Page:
11. 11. ABC Corporation oof oof Statements of Cash Flows pr pr Years Ended December 31, 2009 and 2008 2009 2008 Cash Provided by (Used for) Operating Activities Net income . . . . . . . . . . . . . . . . . . . . . . . . . . . . . . . . . . . . . . . . . . . . . . . . . . . . . . . . . $ 465,000 $ 272,000 Adjustments to reconcile net income to net cash provided by operating activities Depreciation and amortization. . . . . . . . . . . . . . . . . . . . . . . . . . . . . . . . . 479,000 300,000 Deferred income taxes. . . . . . . . . . . . . . . . . . . . . . . . . . . . . . . . . . . . . . . . . . 317,000 69,000 Gain on sale of property and equipment . . . . . . . . . . . . . . . . . . . . . (28,000) (59,000) Changes in operating assets and liabilities Accounts receivable . . . . . . . . . . . . . . . . . . . . . . . . . . . . . . . . . . . . . . . . . . . (3,000) (64,000) Inventories . . . . . . . . . . . . . . . . . . . . . . . . . . . . . . . . . . . . . . . . . . . . . . . . . . . . . (34,000) 129,000 Prepaid expenses . . . . . . . . . . . . . . . . . . . . . . . . . . . . . . . . . . . . . . . . . . . . . . 11,000 32,000 Accounts payable . . . . . . . . . . . . . . . . . . . . . . . . . . . . . . . . . . . . . . . . . . . . . . 13,000 22,000 Accrued expenses . . . . . . . . . . . . . . . . . . . . . . . . . . . . . . . . . . . . . . . . . . . . . 108,000 (110,000) Net cash provided by operating activities . . . . . . . . . . . . 1,328,000 591,000 Cash Provided by (Used for) Investing Activities Purchase of property and equipment . . . . . . . . . . . . . . . . . . . . . . . . . . . . (1,010,000) (1,430,000) Proceeds from disposal of property and equipment. . . . . . . . . . . . 38,000 7,000 Purchase of investments . . . . . . . . . . . . . . . . . . . . . . . . . . . . . . . . . . . . . . . . . . . (22,000) — Net cash used for investing activities . . . . . . . . . . . . . . . . . (994,000) (1,423,000) Cash Provided by (Used for) Financing Activities Additional long-term debt . . . . . . . . . . . . . . . . . . . . . . . . . . . . . . . . . . . . . . . . . 137,000 863,000 Retirement of long-term debt . . . . . . . . . . . . . . . . . . . . . . . . . . . . . . . . . . . . . (322,000) (560,000) Issuance of common stock . . . . . . . . . . . . . . . . . . . . . . . . . . . . . . . . . . . . . . . . 68,000 466,000 Purchase of treasury stock . . . . . . . . . . . . . . . . . . . . . . . . . . . . . . . . . . . . . . . . — (18,000) Dividends paid . . . . . . . . . . . . . . . . . . . . . . . . . . . . . . . . . . . . . . . . . . . . . . . . . . . . . (154,000) (133,000) oof oof Net cash provided by (used for) pr pr financing activities . . . . . . . . . . . . . . . . . . . . . . . . . . . . . . . . . . . . (271,000) 618,000 Increase (decrease) in cash and cash equivalents . . . . . . . . . . . . . . . . . . 63,000 (214,000) Cash and cash equivalents, beginning of year. . . . . . . . . . . . . . . . 314,000 528,000 Cash and cash equivalents, end of year . . . . . . . . . . . . . . . . . . . . . . . . $ 377,000 $ 314,000 ◆ 10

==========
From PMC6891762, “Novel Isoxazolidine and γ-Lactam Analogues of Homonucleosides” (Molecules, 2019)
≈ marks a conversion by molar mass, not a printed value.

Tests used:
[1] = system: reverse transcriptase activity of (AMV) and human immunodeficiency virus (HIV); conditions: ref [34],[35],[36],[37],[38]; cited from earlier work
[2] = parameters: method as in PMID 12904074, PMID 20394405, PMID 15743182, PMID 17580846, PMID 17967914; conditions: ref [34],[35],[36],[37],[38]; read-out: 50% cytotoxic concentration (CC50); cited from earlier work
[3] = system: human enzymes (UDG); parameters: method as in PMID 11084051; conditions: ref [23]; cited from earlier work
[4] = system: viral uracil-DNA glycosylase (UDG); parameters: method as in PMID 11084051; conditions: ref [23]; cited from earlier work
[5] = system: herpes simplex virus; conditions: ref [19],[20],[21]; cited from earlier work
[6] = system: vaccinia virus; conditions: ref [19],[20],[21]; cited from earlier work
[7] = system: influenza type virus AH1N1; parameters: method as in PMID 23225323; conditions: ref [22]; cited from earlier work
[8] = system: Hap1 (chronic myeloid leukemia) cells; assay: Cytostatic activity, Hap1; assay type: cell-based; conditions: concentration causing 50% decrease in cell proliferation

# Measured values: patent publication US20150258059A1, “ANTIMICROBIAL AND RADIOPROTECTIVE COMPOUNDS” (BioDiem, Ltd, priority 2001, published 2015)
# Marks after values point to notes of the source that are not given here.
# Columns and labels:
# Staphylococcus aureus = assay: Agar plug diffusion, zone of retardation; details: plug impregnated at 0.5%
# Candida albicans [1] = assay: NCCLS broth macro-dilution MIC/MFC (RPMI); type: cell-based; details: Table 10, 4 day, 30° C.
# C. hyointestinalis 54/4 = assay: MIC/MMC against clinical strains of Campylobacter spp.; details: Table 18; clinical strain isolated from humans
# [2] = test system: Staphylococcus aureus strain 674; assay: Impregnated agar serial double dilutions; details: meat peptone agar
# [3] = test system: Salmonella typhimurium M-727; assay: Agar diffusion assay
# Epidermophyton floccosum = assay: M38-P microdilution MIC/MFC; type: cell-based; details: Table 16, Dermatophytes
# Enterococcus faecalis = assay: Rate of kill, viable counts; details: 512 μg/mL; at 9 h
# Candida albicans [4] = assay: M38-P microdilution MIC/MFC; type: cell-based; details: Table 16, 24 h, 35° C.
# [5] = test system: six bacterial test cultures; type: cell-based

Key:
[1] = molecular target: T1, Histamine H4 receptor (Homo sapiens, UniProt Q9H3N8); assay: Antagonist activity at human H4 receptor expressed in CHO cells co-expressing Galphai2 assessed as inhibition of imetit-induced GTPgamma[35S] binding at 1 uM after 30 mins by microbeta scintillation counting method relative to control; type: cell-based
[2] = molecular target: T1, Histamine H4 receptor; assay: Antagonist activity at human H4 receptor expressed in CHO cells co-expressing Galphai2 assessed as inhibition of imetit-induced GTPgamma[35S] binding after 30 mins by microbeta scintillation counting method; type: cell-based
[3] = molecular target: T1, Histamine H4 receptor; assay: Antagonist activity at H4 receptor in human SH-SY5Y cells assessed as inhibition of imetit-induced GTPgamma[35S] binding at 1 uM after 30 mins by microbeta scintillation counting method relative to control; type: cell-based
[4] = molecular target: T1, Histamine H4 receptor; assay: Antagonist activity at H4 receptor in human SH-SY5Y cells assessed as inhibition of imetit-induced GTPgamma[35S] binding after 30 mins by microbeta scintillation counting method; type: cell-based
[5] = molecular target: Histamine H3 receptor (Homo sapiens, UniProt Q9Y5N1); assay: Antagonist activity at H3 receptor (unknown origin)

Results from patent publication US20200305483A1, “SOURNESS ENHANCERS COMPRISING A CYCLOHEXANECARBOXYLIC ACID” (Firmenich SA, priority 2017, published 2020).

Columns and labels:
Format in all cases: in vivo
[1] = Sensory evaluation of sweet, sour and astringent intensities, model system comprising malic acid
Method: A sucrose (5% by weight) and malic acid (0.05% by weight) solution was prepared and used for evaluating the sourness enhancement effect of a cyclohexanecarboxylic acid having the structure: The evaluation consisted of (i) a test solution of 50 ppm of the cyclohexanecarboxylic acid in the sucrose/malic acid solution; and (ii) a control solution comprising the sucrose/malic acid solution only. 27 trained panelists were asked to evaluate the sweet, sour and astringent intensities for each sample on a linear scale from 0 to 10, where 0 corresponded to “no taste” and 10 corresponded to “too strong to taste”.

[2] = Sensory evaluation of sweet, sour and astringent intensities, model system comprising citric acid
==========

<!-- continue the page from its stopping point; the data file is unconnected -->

12. 12. The Statement of Cash Flows in Greater Detail Operating Activities include all transactions and other investment, obtaining resources from lenders, and events that are the result of delivering or producing repaying amounts borrowed. Interest on borrowings, goods for sale and providing services. however, is an operating activity. oof Cash inflows from operating activities include cash pr receipts from the sale of goods or services and from interest and dividend income. Cash outflows for oper- proof Cash inflows from financing activities include pro- ceeds from the issuance of the company’s stock and from long- and short-term borrowings. Cash outflows ating activities include cash payments for the purchase for financing activities include payment of dividends, of inventory, wages and benefits to employees, to cash paid to reacquire the company’s stock, and repay- government taxing bodies, as interest to ment of amounts borrowed. lending institutions, and to various other suppliers. The form of the cash flow statement “Cash outflows illustrated on page 10 is the so-called Investing Activities include lending “indirect method” favored by most money and collecting on those loans, for investing companies. However, an alternative acquiring and selling investment securi- format, the “direct method” is also ties, and acquiring and selling produc- activities include acceptable. Under that approach, the tive assets such as land and equipment. Cash Provided by (Used for) Operating loans made, Activities section will list each major Cash inflows from investing activities source or use of cash which corresponds include principal repayments from bor- loans to major captions in the income statement. rowers, proceeds from sales of loans For example, corresponding to sales will and receipts from sales of assets such purchased . . . .” be the cash flow statement caption “Cash as investment securities or property and Collected from Customers”; correspond- equipment. Cash outflows for investing ing to cost of sales will be “Cash Paid activities include loans made, loans to Suppliers”; etc. If the direct method purchased, and payments to acquire assets such as is used, the cash flow statement (or a supplementary investment securities or property and equipment. schedule) will present the reconciliation between net income and cash from operations — which will closely Financing Activities include obtaining resources from resemble the cash from operations section of the state- owners, providing owners with a return on (of) their ment illustrated on page 10. proof The Statement of Comprehensive Income Certain companies present the Statement of Compre- proof There are a variety of ways that this information can hensive Income. This statement is only presented when be presented. It can be simply added to the bottom the equity section of the company’s balance sheet of the income statement (which would be retitled the contains adjustments relating to pensions, foreign Statement of Income and Comprehensive Income), currencies, or certain types of investments. The changes shown as a separate statement, or shown in a statement in these items from period to period, instead of being reconciling all changes in the equity section of the reflected on the income statement as part of net income, balance sheet which would be titled the Statement of are reflected directly on the balance sheet. The Stockholders’ Equity. Statement of Comprehensive Income simply reconciles the change in these items for the periods presented. ◆ 11